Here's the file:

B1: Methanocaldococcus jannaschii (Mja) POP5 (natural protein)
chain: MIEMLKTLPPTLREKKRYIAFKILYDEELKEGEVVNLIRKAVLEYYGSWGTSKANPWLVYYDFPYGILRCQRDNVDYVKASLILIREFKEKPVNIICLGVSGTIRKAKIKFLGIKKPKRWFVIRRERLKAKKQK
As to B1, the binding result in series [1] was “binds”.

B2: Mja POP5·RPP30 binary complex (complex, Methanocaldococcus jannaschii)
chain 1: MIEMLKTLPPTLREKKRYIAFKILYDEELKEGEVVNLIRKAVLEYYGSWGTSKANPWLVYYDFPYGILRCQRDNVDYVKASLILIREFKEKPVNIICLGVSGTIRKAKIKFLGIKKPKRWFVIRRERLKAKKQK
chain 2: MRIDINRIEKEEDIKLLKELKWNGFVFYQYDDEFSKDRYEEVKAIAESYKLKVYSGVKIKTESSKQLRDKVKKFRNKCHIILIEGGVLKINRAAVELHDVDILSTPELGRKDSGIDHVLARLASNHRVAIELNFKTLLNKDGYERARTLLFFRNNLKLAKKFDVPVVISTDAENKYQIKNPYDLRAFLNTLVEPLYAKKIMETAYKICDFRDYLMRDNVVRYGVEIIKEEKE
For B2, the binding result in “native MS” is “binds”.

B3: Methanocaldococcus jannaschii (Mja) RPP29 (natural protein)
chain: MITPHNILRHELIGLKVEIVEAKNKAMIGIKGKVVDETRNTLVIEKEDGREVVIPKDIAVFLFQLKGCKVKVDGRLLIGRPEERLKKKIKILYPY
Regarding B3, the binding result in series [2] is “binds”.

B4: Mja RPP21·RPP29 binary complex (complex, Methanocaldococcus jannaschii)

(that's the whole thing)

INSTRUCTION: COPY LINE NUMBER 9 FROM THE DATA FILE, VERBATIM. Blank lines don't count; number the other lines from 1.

chain: MITPHNILRHELIGLKVEIVEAKNKAMIGIKGKVVDETRNTLVIEKEDGREVVIPKDIAVFLFQLKGCKVKVDGRLLIGRPEERLKKKIKILYPY